Today, on International Owl Awareness Day (August 4), we celebrate the research we have done to better understand owls and their prey. There are over 200 extant species of owls, a handful of which have geographic distributions spanning several continents (i.e., barn owl, snowy owl, short-eared owl, long-eared owl). So no matter where you are in the world you’re probably not too far away from an owl.
Ecologists and paleontologists have taken advantage of this to study owls and their prey. One of the most widely used methods for this is collecting and dissecting owl pellets. We discuss some of the major benefits of studying owl pellets in our recent
Review article ‘ Methods in Ecology and Evolution Owl pellets: a more effective alternative to conventional trapping for broad-scale studies of small mammal communities’. Continue reading
The SNBox in the field
Seeing is better than being told, isn’t it? In recent years, video recording and analysis has become a successful non-invasive method for collecting biological data on many species. At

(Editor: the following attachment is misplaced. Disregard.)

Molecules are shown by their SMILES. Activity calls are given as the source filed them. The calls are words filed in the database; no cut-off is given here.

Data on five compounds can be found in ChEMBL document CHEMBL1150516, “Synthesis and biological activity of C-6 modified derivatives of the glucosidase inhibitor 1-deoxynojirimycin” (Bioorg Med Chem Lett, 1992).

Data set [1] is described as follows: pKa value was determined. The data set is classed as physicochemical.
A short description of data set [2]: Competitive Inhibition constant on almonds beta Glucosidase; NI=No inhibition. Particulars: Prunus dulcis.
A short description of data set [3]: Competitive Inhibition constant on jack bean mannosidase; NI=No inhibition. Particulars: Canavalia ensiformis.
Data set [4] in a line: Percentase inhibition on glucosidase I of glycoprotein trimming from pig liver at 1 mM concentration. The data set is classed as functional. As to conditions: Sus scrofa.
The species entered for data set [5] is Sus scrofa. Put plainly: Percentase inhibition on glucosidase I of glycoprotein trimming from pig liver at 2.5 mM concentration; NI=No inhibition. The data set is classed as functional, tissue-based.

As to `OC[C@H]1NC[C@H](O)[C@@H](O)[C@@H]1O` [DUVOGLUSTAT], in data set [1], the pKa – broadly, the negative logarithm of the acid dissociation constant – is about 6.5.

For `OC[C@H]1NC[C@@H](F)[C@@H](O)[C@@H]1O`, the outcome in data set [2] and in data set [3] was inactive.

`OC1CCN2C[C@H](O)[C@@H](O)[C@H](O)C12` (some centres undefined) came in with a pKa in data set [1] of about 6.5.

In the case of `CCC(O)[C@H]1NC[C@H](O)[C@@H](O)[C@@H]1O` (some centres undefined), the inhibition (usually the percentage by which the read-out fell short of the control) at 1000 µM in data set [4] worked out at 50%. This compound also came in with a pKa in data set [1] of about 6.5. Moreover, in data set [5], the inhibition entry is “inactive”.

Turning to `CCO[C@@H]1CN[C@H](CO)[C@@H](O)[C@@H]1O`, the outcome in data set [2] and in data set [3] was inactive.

Project Smart Nestbox (a collaborative project between the Czech University of Life Science Prague and the Czech Technical University in Prague) we decided to push these methods forward to allow for the long term surveillance of cavity or box-nesting species. We developed and tested the Smart Nest Box (SNBox) – a system that overcomes some of the usual limitations found in video recording fieldwork: data storage capacity, power source and insufficient light. As it’s National Nest Box Week in the UK, have asked me to write a blog post about it. Methods in Ecology and Evolution Continue reading
Posted in Conservation and management, Methods papers, Practical methods in the field |
Tagged Animal Monitoring, Biological Data, Camera Monitoring, Cavity-Dwelling Species, digital cameras, Diurnal, Fledgling, Incubation, Markéta Zárybnická, Nestbox, Nesting, Nestling, Nocturnal, Owls, Prey, Sibling Competition, Smart Nest Box, SNBox, Tengmalm's Owl |